All trading involves risk. Losses can exceed deposits.

Contracts for difference definition

All trading involves risk. Losses can exceed deposits.

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Contracts for difference

Contracts for difference (CFDs) are a type of financial derivative used in CFD trading.

They can be used to trade a variety of financial markets like shares, forex, commodities, indices or bonds. CFDs are traded in contracts: you take out a certain number of contracts, and each is equal to a base amount of the underlying asset. One contract is equal to a trade of £10 per point on the FTSE, for example.

CFD trading

CFD trading is the speculation on financial markets via CFDs, a form of financial derivative

A CFD is an agreement between two parties to exchange the difference in price of an asset from when the position is opened to when it is closed. CFDs allow investors to trade market volatility across several asset classes without the need to own the underlying asset. That also means that assets can be both bought (going long) or sold (going short), and profits can be made from both bull and bear markets: though losses can be incurred also.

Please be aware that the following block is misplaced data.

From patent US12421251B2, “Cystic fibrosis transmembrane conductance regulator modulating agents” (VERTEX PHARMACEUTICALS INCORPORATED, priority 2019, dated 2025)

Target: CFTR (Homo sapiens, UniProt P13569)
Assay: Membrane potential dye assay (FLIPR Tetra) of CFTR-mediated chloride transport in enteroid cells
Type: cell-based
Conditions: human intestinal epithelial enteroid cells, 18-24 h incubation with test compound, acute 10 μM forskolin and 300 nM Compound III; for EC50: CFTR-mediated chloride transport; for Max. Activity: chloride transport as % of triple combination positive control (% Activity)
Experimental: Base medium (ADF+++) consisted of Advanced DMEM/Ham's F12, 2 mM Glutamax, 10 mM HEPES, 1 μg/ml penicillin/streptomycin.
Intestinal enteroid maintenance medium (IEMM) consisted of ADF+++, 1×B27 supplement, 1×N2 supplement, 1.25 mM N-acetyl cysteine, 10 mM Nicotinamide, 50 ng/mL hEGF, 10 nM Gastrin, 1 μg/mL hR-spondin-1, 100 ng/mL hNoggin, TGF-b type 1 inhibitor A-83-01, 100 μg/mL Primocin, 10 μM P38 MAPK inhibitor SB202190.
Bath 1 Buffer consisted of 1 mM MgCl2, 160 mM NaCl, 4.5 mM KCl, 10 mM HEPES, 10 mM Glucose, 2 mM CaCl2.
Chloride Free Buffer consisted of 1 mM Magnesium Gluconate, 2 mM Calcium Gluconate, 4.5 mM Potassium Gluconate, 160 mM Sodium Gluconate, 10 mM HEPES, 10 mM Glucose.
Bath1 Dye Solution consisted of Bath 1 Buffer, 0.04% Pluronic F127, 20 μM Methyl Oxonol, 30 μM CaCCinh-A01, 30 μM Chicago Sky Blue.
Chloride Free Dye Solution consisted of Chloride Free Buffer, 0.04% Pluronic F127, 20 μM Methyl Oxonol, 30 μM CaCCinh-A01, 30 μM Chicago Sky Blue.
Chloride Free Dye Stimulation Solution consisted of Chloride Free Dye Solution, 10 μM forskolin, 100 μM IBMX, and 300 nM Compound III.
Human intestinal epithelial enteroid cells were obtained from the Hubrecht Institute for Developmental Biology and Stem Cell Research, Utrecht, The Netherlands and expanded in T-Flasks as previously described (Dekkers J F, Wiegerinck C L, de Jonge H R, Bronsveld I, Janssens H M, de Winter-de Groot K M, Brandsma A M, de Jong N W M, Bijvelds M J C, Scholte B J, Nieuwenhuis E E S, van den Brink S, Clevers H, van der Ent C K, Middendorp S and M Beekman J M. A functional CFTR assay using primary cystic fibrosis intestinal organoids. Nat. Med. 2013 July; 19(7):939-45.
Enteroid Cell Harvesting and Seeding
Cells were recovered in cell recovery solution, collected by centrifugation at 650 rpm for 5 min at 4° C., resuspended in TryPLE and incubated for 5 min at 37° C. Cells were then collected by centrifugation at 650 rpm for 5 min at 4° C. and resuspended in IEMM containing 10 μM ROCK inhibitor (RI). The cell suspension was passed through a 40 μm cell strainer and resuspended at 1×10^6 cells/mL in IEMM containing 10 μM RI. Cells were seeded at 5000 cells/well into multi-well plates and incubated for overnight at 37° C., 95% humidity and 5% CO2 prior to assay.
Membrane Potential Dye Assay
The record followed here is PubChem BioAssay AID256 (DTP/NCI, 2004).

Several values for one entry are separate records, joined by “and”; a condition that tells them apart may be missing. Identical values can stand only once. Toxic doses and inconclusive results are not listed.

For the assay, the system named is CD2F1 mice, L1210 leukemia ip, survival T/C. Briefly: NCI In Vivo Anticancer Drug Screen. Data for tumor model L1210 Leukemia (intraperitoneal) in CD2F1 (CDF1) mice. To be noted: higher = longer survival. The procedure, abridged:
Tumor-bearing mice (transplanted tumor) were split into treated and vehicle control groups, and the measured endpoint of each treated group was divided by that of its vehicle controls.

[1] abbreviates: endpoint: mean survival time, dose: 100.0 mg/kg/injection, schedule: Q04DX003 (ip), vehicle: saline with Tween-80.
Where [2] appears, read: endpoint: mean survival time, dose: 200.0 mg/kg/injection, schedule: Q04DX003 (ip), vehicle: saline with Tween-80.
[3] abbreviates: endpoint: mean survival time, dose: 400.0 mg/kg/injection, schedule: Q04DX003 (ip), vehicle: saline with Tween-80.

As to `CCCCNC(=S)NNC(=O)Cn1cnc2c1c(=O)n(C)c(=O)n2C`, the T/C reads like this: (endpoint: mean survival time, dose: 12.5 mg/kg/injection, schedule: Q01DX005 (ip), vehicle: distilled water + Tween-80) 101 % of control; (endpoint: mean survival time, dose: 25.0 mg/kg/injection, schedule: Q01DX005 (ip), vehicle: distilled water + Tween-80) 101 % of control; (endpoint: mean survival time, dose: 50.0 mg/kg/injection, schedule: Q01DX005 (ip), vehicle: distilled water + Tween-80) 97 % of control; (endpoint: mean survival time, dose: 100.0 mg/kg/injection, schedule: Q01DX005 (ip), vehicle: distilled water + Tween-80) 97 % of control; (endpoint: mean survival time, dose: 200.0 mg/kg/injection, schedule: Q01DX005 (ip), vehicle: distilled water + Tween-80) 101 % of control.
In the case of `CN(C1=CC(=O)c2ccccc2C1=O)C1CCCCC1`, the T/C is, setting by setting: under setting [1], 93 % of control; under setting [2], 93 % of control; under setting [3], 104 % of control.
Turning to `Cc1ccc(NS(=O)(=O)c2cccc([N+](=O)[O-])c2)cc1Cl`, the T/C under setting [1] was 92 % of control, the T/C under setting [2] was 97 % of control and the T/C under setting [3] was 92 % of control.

CFDs are traded on leverage, which means that all trades have magnified profits and losses

CFD example

You open a long CFD position on Lloyds Banking Group when it is trading at 80p a share, buying 10,000 shares of Lloyds Banking Group as a CFD. Lloyds Banking Group shares then increase to 85p. You close the position by selling a CFD of 10,000 Lloyds shares, realising a profit of £500.

If the market had instead dropped to 75p and you closed your position, you would realise a loss of £500.

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